I’ll talk about the floating head to the right later, but I did want to say that the start of the game was rough going for me. My wife and I spent the afternoon at a hospital talking to someone about an upcoming exam we have for our son. That was happening right as the Rangers game was getting started. When that was over, we went and grabbed some dinner, as neither of us were in the mood to cook after a couple of hours talking at a hospital. I chose a restaurant that had no TV’s, and was unlikely to be a talking place for the Rangers. It worked out, because I managed to survive from 3PM till we got home around 7PM from finding out anything about the game. Oddly enough it turned out the game was still going when we got home, but I didn’t know that. More on the TiVo recorded game later. But I pulled it off.
Sat down to watch the game, and instantly thought it was repeat of Game 1. Derek Holland was doing the same kind of stuff that CJ was in the first game. Pitching all over the place, too many pitches, and being bailed out by his defense. There was one play in particular that I was sure was going up the middle for a two run single. But Kinsler ranged REALLY far to his right, got the ball and barely got it to Elvis in time for an inning ending forceout at second. Replays show it was the right call, but by the barest of margins. It was a really great play. Pretty typical of the way we’ve looked this post season.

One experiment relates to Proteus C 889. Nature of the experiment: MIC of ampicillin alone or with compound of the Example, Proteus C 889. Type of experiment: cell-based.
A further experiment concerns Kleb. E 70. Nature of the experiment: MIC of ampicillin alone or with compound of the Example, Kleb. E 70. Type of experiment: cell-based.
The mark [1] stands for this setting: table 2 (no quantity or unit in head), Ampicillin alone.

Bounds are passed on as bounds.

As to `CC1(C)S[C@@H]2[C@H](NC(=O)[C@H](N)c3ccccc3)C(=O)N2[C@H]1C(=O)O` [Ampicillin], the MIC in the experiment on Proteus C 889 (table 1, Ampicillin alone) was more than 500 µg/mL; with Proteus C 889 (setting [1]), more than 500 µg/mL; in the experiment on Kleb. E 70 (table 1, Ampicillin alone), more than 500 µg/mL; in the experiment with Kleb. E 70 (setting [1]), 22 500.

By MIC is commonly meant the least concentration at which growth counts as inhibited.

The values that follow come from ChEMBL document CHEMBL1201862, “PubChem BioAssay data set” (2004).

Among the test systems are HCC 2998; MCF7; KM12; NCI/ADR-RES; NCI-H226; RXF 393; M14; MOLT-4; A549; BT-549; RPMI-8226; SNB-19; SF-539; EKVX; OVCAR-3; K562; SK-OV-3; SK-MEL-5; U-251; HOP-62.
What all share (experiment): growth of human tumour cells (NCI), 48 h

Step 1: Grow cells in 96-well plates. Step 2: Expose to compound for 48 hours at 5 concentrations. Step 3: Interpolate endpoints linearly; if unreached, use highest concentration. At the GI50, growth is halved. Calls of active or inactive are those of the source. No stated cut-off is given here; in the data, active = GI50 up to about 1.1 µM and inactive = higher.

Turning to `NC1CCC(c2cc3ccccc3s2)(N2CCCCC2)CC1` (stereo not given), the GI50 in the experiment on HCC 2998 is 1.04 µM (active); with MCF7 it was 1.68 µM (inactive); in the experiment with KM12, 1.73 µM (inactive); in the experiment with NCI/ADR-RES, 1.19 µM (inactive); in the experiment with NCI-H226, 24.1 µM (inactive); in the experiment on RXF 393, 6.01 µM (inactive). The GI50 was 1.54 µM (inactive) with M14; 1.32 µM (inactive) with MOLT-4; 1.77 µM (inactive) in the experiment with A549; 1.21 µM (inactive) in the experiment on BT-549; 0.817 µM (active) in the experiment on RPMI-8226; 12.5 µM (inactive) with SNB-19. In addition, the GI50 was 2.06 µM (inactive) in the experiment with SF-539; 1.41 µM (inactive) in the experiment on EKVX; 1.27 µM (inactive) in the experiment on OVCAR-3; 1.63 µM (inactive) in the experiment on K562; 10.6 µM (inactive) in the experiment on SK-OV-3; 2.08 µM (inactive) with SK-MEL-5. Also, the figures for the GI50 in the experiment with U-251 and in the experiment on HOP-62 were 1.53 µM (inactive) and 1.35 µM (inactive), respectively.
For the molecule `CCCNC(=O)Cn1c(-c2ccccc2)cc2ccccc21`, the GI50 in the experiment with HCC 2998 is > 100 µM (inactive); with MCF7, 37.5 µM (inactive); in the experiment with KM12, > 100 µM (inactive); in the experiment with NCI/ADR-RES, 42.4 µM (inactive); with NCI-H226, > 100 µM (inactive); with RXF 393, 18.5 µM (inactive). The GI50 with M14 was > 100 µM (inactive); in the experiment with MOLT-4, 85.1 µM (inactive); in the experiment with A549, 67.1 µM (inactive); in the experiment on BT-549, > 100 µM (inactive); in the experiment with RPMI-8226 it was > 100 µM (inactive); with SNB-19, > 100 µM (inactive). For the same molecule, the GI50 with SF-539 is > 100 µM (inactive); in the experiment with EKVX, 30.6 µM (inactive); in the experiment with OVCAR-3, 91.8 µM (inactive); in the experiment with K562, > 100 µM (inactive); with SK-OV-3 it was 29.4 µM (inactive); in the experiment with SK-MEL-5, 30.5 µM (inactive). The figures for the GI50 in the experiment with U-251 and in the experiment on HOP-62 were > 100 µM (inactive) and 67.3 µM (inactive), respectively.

Derek Holland wasn’t good at all. He only went 2.2 innings, but allowed four hits and four walks for a total of three earned runs. The three runs all came on a three run home run to Sam Raburn in the third inning. You could make the point that the home run was the only costly thing he gave up. However, he was all over the place. 76 pitches in just 2.2 innings. That many walks and big counts will do it. In the playoffs, all that counts is W/L, and the way he pitched, he deserved the L. No doubt.